Does That Study Really Say You Can’t Be Fit And Fat?

CNN ran a recent headline “Fat but fit’ is a myth when it comes to heart health, new study shows” and since then I’ve received a lot of requests to write about it, asking if that’s really what the study shows.

The short answer is that the headline and article are deeply misleading. For reference, in my recent workshop on The Truth About Weight And Health I used this headline, article, and study as my example of nearly every research and common media issue and research mistake that I had just talked about for the last hour.

In the CNN article (which I’m not linking to, they don’t get clicks from me) the study’s author, Alejandro Lucia who is a professor of exercise physiology, was quoted as saying “One cannot be ‘fat but healthy.’ This was the first nationwide analysis to show that being regularly active is not likely to eliminate the detrimental health effects of excess body fat“

Except that’s not remotely what his study showed, and not just because it was in no way designed to draw that kind of conclusion.

Let’s start with what the study actually did. It looked at self-reported activity data from 527,662 adults from Spain. They grouped the subjects based on BMI (and we already know the use of BMI reflects a lack of scientific rigor but we’ll move past that for now.) Then they classified activity level into three groups. No activity was considered “inactive,” less than 150 minutes of moderate or 75 minutes of vigorous activity per week was labeled “insufficiently active,” (a label that is unnecessarily judgmental and ableist, and doesn’t reflect the fact that studies have shown that small amounts of activity confer health benefits) and finally, 150 minutes of moderate or 75 minutes of vigorous activity per week or more was labeled “regularly active.”

The study’s goal was to look at the impact of exercise on risk factors for cardiovascular issues, including diabetes, high blood pressure, and high cholesterol. Note that they didn’t look at actual cardiac incidents (like heart attacks or strokes,) they just looked at factors that may raise the risk for such incidents.

So what did they find? Well, to quote their own paper



In summary, increasing PA [physical activity] levels appear to provide benefits in an overall dose-response manner (regularly active > insufficiently active > inactive for the risk of hypertension or diabetes) across BMI categories and should be a priority of health policies

Wait…what? You read that correctly – What they found was that activity provided health benefits to people of all sizes. (which is consistent with the findings of Wei et. al. and Matheson et. al, and Barry et. al. which found “Therefore, fit individuals who are overw*ight or obe*e are not automatically at a higher risk for all-cause mortality.” (And as always, a reminder that health is an amorphous concept, is not an obligation, barometer of worthiness, or entirely within our control)

So why are they claiming that you can’t be fat and fit? Well, because they found that fatter people’s risk factors were not mitigated to an equal level with thin people’s risk factors. Their (unsolicited) recommendation? “weight loss per se should remain a primary target for health policies aimed at reducing CVD risk in people with overw*ight/ob*sity.” (With a reminder that those are terms that were literally invented to medicalize and pathologize fat bodies and that person first language for fat people is a terrible idea and also excuse me while I bang my head on my desk for a couple minutes.)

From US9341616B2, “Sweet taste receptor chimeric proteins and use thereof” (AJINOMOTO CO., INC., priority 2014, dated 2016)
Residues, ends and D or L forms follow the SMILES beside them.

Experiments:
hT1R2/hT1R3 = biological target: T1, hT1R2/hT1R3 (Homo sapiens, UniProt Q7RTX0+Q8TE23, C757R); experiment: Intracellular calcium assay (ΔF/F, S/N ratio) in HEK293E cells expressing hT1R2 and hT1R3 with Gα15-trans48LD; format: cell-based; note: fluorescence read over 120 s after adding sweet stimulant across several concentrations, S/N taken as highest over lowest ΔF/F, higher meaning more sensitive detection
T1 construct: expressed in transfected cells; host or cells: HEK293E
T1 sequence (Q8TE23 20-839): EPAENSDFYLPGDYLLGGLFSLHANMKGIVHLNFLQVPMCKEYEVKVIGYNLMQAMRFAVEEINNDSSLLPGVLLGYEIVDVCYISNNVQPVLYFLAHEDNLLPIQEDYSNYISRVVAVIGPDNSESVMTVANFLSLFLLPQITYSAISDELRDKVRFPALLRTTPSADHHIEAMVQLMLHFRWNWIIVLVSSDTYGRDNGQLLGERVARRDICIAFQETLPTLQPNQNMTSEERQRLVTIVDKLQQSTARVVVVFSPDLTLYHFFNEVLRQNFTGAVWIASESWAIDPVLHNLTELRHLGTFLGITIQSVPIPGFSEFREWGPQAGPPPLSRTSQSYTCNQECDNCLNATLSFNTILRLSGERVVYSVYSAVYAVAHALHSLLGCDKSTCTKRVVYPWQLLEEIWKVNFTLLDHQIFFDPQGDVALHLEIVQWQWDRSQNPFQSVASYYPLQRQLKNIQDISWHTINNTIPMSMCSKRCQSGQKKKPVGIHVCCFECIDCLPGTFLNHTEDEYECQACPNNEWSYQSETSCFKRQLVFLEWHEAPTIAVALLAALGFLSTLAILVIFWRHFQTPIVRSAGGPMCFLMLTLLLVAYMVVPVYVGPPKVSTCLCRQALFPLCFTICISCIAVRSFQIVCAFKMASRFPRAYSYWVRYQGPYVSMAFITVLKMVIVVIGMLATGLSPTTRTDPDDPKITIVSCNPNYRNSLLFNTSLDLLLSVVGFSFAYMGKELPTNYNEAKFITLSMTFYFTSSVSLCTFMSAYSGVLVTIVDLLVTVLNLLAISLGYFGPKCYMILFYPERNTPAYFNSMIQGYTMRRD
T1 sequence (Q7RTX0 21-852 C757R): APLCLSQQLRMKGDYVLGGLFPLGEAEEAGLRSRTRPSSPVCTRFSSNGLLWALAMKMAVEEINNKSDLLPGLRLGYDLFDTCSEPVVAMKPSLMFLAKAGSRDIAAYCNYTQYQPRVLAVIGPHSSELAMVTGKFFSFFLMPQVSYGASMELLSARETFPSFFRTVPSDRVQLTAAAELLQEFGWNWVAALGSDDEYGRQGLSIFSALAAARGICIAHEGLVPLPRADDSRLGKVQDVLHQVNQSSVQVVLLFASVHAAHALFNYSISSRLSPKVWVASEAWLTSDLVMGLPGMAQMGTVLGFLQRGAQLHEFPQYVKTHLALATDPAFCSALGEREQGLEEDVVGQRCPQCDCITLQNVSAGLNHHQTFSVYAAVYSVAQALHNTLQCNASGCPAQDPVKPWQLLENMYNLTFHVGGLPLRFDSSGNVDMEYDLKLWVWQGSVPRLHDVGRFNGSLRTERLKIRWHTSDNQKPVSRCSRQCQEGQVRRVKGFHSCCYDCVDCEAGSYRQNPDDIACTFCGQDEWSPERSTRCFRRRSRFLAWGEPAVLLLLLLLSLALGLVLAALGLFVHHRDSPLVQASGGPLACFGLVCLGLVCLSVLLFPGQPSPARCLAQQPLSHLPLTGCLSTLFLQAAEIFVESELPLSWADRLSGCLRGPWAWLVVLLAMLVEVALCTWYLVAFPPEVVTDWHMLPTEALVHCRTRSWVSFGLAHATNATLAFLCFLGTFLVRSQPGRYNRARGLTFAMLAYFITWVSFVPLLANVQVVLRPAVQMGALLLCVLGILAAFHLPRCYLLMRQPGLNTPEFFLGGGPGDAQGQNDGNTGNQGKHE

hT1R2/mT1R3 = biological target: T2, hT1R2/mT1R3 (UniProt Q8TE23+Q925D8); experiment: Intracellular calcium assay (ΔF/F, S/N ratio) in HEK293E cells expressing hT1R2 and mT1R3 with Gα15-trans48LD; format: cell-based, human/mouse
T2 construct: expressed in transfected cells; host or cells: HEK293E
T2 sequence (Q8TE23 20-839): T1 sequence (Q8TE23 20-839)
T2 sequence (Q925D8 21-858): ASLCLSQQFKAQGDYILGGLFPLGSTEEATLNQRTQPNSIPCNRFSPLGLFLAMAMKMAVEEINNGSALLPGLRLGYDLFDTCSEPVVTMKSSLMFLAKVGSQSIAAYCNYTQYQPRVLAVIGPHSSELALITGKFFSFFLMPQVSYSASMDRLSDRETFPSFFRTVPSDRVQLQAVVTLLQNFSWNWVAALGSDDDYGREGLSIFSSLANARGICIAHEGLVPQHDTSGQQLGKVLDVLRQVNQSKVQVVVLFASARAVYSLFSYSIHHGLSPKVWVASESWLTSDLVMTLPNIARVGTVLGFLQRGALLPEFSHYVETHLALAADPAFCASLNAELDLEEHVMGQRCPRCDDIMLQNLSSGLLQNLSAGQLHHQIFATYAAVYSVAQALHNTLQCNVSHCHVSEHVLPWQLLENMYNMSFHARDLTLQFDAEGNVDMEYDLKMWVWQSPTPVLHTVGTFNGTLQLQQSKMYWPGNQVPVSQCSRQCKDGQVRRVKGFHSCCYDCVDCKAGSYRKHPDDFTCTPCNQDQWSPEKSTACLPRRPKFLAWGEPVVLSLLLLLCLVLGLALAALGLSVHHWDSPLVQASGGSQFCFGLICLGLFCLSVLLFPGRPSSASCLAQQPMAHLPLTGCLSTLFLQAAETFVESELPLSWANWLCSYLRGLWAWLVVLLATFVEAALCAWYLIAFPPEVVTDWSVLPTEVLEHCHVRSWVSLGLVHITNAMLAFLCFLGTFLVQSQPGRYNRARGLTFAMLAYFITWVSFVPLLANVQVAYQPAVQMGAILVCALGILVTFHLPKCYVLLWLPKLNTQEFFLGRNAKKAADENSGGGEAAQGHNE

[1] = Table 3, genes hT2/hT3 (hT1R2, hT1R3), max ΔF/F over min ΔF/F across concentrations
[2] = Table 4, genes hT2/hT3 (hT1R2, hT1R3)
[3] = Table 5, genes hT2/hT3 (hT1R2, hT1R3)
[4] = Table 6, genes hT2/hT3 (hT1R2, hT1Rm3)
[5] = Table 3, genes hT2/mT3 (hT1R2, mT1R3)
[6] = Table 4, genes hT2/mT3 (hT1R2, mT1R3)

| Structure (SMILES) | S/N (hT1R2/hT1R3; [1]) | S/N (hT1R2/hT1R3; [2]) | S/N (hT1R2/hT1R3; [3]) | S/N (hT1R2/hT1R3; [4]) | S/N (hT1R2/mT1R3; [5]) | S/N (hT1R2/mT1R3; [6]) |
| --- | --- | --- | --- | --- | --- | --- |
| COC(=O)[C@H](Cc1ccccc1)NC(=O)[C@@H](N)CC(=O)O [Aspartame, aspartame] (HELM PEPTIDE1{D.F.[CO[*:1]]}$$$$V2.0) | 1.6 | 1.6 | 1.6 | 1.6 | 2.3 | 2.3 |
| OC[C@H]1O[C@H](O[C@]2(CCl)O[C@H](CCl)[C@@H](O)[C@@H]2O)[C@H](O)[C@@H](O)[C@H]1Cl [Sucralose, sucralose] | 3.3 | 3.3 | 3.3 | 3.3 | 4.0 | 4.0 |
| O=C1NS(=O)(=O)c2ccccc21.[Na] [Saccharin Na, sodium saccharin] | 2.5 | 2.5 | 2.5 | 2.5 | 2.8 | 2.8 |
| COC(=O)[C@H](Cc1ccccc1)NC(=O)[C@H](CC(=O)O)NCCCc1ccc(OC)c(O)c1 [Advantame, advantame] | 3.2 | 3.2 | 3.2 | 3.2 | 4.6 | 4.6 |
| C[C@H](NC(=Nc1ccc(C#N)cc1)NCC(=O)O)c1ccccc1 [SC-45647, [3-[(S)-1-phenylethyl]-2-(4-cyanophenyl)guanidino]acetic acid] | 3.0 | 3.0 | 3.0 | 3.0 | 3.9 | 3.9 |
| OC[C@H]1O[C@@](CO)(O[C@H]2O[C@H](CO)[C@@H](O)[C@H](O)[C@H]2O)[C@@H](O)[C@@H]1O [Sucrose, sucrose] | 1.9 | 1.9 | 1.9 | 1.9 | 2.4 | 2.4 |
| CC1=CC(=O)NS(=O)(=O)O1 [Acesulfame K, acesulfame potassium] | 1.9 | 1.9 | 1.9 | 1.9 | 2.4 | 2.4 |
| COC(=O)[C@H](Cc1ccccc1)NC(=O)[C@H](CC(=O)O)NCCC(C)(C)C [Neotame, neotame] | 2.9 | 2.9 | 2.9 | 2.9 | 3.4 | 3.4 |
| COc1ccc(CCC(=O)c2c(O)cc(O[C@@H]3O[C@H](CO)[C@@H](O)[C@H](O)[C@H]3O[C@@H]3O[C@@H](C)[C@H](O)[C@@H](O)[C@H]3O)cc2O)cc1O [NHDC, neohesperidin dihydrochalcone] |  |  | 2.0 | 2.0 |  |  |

This is where we see perhaps the most common mistake that is made in this type of research. They assume that if fat people have higher risk, then it must be due to their body size, and that making fat people look like thin people is the solution. This is the kind of mistake that would get you failed in freshman research methods class, but it consistently makes it past peer review in articles around weight and health.

In order to avoid making a correlation vs causation error (one of the most basic concepts in research methods) we have to, at the very least, ask ourselves if there are other things that could cause these different outcomes in fat people. And, as it turns out, there are.. Peter Muennig’s research found that the stress of constant weight stigma is associated with risk factors, and Bacon and Aphramor found that weight cycling (aka yo-yo dieting which is, by far, the most common outcome of more than one intentional weight loss attempt) is also associated with risk factors.

That means that when the study authors (whose language, especially in their intro paragraph, suggests that they are coming from a deeply fatphobic place) claim that exercise can’t fully mitigate the risk of being fat, what they very well could have actually found is that exercise can’t fully mitigate the risk of being constantly stigmatized and/or encouraged to diet repeatedly.

That makes their recommendation that “weight loss per se should remain a primary target for health policies” even worse that it originally seemed (and it originally seemed pretty bad..) First of all, they did not in any way study whether or not weight loss 1. is achievable or 2. lowers risk factors for cardiovascular incidents, so they have no basis in their own research on which to make that claim, and no basis in other research either.